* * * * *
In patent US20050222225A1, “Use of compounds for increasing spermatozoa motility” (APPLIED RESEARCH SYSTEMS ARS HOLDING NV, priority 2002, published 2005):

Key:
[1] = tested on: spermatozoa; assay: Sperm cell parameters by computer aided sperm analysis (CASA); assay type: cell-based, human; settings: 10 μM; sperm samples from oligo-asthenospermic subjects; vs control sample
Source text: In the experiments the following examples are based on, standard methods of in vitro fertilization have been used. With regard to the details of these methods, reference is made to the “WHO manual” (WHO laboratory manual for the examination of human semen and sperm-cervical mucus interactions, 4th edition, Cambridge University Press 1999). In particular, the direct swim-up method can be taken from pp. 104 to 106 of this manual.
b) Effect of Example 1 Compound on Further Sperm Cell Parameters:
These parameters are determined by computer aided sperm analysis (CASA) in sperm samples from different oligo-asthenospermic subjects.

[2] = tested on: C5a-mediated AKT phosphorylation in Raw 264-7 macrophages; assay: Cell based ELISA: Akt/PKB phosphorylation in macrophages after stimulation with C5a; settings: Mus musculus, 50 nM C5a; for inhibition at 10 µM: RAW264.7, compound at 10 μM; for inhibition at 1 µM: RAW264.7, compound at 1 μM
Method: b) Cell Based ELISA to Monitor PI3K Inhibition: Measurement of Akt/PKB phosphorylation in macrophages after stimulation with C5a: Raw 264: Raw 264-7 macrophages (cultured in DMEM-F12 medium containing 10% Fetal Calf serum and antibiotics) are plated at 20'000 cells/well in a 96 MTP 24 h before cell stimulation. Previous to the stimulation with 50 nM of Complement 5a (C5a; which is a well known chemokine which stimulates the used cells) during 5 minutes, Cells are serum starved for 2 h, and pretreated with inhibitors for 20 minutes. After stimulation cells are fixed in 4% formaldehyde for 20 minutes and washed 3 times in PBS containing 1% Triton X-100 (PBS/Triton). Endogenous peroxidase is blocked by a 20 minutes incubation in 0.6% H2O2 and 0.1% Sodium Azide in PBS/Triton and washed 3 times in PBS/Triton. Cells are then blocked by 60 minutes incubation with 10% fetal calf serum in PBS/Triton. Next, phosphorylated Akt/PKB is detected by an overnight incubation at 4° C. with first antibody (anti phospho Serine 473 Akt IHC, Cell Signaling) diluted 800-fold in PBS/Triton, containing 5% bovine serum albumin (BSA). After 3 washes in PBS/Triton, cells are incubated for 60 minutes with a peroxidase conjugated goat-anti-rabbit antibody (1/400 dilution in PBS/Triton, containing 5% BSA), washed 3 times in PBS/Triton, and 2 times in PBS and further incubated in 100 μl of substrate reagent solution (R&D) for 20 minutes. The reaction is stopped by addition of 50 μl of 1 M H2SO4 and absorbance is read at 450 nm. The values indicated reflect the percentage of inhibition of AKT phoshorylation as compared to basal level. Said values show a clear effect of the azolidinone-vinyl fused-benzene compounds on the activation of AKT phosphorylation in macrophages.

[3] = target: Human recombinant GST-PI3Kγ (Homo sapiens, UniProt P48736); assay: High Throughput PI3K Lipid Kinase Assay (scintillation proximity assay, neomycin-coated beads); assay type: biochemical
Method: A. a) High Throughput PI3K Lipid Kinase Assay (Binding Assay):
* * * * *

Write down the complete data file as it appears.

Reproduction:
In patent US20050222225A1, “Use of compounds for increasing spermatozoa motility” (APPLIED RESEARCH SYSTEMS ARS HOLDING NV, priority 2002, published 2005):

Key:
[1] = tested on: spermatozoa; assay: Sperm cell parameters by computer aided sperm analysis (CASA); assay type: cell-based, human; settings: 10 μM; sperm samples from oligo-asthenospermic subjects; vs control sample
Source text: In the experiments the following examples are based on, standard methods of in vitro fertilization have been used. With regard to the details of these methods, reference is made to the “WHO manual” (WHO laboratory manual for the examination of human semen and sperm-cervical mucus interactions, 4th edition, Cambridge University Press 1999). In particular, the direct swim-up method can be taken from pp. 104 to 106 of this manual.
b) Effect of Example 1 Compound on Further Sperm Cell Parameters:
These parameters are determined by computer aided sperm analysis (CASA) in sperm samples from different oligo-asthenospermic subjects.

[2] = tested on: C5a-mediated AKT phosphorylation in Raw 264-7 macrophages; assay: Cell based ELISA: Akt/PKB phosphorylation in macrophages after stimulation with C5a; settings: Mus musculus, 50 nM C5a; for inhibition at 10 µM: RAW264.7, compound at 10 μM; for inhibition at 1 µM: RAW264.7, compound at 1 μM
Method: b) Cell Based ELISA to Monitor PI3K Inhibition: Measurement of Akt/PKB phosphorylation in macrophages after stimulation with C5a: Raw 264: Raw 264-7 macrophages (cultured in DMEM-F12 medium containing 10% Fetal Calf serum and antibiotics) are plated at 20'000 cells/well in a 96 MTP 24 h before cell stimulation. Previous to the stimulation with 50 nM of Complement 5a (C5a; which is a well known chemokine which stimulates the used cells) during 5 minutes, Cells are serum starved for 2 h, and pretreated with inhibitors for 20 minutes. After stimulation cells are fixed in 4% formaldehyde for 20 minutes and washed 3 times in PBS containing 1% Triton X-100 (PBS/Triton). Endogenous peroxidase is blocked by a 20 minutes incubation in 0.6% H2O2 and 0.1% Sodium Azide in PBS/Triton and washed 3 times in PBS/Triton. Cells are then blocked by 60 minutes incubation with 10% fetal calf serum in PBS/Triton. Next, phosphorylated Akt/PKB is detected by an overnight incubation at 4° C. with first antibody (anti phospho Serine 473 Akt IHC, Cell Signaling) diluted 800-fold in PBS/Triton, containing 5% bovine serum albumin (BSA). After 3 washes in PBS/Triton, cells are incubated for 60 minutes with a peroxidase conjugated goat-anti-rabbit antibody (1/400 dilution in PBS/Triton, containing 5% BSA), washed 3 times in PBS/Triton, and 2 times in PBS and further incubated in 100 μl of substrate reagent solution (R&D) for 20 minutes. The reaction is stopped by addition of 50 μl of 1 M H2SO4 and absorbance is read at 450 nm. The values indicated reflect the percentage of inhibition of AKT phoshorylation as compared to basal level. Said values show a clear effect of the azolidinone-vinyl fused-benzene compounds on the activation of AKT phosphorylation in macrophages.

[3] = target: Human recombinant GST-PI3Kγ (Homo sapiens, UniProt P48736); assay: High Throughput PI3K Lipid Kinase Assay (scintillation proximity assay, neomycin-coated beads); assay type: biochemical
Method: A. a) High Throughput PI3K Lipid Kinase Assay (Binding Assay):